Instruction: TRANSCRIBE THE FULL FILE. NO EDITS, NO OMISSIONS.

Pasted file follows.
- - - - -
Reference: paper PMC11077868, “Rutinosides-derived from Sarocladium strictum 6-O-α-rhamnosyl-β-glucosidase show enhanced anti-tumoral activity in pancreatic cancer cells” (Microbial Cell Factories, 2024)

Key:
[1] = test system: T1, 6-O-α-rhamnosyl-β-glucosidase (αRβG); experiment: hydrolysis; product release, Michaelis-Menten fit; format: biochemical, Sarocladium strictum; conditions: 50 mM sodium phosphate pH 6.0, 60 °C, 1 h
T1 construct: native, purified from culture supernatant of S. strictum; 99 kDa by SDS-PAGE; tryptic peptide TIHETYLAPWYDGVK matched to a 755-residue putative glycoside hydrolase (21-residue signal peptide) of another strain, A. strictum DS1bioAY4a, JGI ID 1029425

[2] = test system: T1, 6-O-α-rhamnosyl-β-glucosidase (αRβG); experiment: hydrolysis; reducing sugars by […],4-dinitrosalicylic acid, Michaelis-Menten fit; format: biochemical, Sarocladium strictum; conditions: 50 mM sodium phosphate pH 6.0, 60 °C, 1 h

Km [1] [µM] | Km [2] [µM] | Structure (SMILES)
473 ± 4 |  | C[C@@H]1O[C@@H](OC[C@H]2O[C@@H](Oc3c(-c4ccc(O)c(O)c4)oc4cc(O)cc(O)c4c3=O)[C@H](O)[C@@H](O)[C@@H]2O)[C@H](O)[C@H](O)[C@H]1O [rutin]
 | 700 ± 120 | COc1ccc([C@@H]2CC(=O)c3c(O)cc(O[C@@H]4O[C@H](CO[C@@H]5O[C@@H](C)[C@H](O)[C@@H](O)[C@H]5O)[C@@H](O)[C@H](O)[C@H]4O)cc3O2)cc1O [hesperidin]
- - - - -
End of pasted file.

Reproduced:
Reference: paper PMC11077868, “Rutinosides-derived from Sarocladium strictum 6-O-α-rhamnosyl-β-glucosidase show enhanced anti-tumoral activity in pancreatic cancer cells” (Microbial Cell Factories, 2024)

Key:
[1] = test system: T1, 6-O-α-rhamnosyl-β-glucosidase (αRβG); experiment: hydrolysis; product release, Michaelis-Menten fit; format: biochemical, Sarocladium strictum; conditions: 50 mM sodium phosphate pH 6.0, 60 °C, 1 h
T1 construct: native, purified from culture supernatant of S. strictum; 99 kDa by SDS-PAGE; tryptic peptide TIHETYLAPWYDGVK matched to a 755-residue putative glycoside hydrolase (21-residue signal peptide) of another strain, A. strictum DS1bioAY4a, JGI ID 1029425

[2] = test system: T1, 6-O-α-rhamnosyl-β-glucosidase (αRβG); experiment: hydrolysis; reducing sugars by […],4-dinitrosalicylic acid, Michaelis-Menten fit; format: biochemical, Sarocladium strictum; conditions: 50 mM sodium phosphate pH 6.0, 60 °C, 1 h

Km [1] [µM] | Km [2] [µM] | Structure (SMILES)
473 ± 4 |  | C[C@@H]1O[C@@H](OC[C@H]2O[C@@H](Oc3c(-c4ccc(O)c(O)c4)oc4cc(O)cc(O)c4c3=O)[C@H](O)[C@@H](O)[C@@H]2O)[C@H](O)[C@H](O)[C@H]1O [rutin]
 | 700 ± 120 | COc1ccc([C@@H]2CC(=O)c3c(O)cc(O[C@@H]4O[C@H](CO[C@@H]5O[C@@H](C)[C@H](O)[C@@H](O)[C@H]5O)[C@@H](O)[C@H](O)[C@H]4O)cc3O2)cc1O [hesperidin]